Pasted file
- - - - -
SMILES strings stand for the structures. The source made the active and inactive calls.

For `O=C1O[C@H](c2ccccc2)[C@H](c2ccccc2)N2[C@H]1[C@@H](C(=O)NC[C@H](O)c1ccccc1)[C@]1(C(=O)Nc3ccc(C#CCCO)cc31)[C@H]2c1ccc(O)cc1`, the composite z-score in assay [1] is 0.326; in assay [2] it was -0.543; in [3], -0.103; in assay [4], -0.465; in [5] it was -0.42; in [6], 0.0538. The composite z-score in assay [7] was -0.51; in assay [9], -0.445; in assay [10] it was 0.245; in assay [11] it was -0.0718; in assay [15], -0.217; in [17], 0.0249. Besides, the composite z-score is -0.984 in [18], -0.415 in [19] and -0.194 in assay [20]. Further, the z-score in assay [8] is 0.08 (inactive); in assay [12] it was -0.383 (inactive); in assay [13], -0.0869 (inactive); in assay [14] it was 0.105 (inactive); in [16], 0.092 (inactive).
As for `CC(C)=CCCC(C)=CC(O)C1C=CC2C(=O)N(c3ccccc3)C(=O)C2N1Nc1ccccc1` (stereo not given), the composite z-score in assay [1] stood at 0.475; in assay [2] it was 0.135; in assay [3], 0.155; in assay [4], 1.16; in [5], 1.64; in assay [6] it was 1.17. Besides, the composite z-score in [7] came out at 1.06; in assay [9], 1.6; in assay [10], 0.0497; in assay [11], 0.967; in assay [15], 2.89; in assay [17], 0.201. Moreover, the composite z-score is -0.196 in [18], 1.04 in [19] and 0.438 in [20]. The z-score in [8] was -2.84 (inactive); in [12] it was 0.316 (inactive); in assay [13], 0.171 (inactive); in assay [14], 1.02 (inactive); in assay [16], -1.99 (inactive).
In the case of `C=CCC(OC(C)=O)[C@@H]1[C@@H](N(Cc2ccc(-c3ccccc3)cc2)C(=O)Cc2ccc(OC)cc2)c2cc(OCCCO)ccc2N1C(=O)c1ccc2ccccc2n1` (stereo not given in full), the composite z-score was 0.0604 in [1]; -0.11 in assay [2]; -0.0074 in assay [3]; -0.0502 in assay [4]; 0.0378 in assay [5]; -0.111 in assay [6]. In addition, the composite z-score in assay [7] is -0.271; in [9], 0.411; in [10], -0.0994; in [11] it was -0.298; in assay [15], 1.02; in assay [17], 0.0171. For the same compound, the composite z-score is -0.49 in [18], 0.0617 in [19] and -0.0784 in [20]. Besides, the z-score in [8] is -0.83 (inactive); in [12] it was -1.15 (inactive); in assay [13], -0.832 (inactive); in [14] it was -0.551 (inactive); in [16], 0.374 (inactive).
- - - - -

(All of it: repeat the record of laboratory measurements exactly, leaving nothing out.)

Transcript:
SMILES strings stand for the structures. The source made the active and inactive calls.

For `O=C1O[C@H](c2ccccc2)[C@H](c2ccccc2)N2[C@H]1[C@@H](C(=O)NC[C@H](O)c1ccccc1)[C@]1(C(=O)Nc3ccc(C#CCCO)cc31)[C@H]2c1ccc(O)cc1`, the composite z-score in assay [1] is 0.326; in assay [2] it was -0.543; in [3], -0.103; in assay [4], -0.465; in [5] it was -0.42; in [6], 0.0538. The composite z-score in assay [7] was -0.51; in assay [9], -0.445; in assay [10] it was 0.245; in assay [11] it was -0.0718; in assay [15], -0.217; in [17], 0.0249. Besides, the composite z-score is -0.984 in [18], -0.415 in [19] and -0.194 in assay [20]. Further, the z-score in assay [8] is 0.08 (inactive); in assay [12] it was -0.383 (inactive); in assay [13], -0.0869 (inactive); in assay [14] it was 0.105 (inactive); in [16], 0.092 (inactive).
As for `CC(C)=CCCC(C)=CC(O)C1C=CC2C(=O)N(c3ccccc3)C(=O)C2N1Nc1ccccc1` (stereo not given), the composite z-score in assay [1] stood at 0.475; in assay [2] it was 0.135; in assay [3], 0.155; in assay [4], 1.16; in [5], 1.64; in assay [6] it was 1.17. Besides, the composite z-score in [7] came out at 1.06; in assay [9], 1.6; in assay [10], 0.0497; in assay [11], 0.967; in assay [15], 2.89; in assay [17], 0.201. Moreover, the composite z-score is -0.196 in [18], 1.04 in [19] and 0.438 in [20]. The z-score in [8] was -2.84 (inactive); in [12] it was 0.316 (inactive); in assay [13], 0.171 (inactive); in assay [14], 1.02 (inactive); in assay [16], -1.99 (inactive).
In the case of `C=CCC(OC(C)=O)[C@@H]1[C@@H](N(Cc2ccc(-c3ccccc3)cc2)C(=O)Cc2ccc(OC)cc2)c2cc(OCCCO)ccc2N1C(=O)c1ccc2ccccc2n1` (stereo not given in full), the composite z-score was 0.0604 in [1]; -0.11 in assay [2]; -0.0074 in assay [3]; -0.0502 in assay [4]; 0.0378 in assay [5]; -0.111 in assay [6]. In addition, the composite z-score in assay [7] is -0.271; in [9], 0.411; in [10], -0.0994; in [11] it was -0.298; in assay [15], 1.02; in assay [17], 0.0171. For the same compound, the composite z-score is -0.49 in [18], 0.0617 in [19] and -0.0784 in [20]. Besides, the z-score in [8] is -0.83 (inactive); in [12] it was -1.15 (inactive); in assay [13], -0.832 (inactive); in [14] it was -0.551 (inactive); in [16], 0.374 (inactive).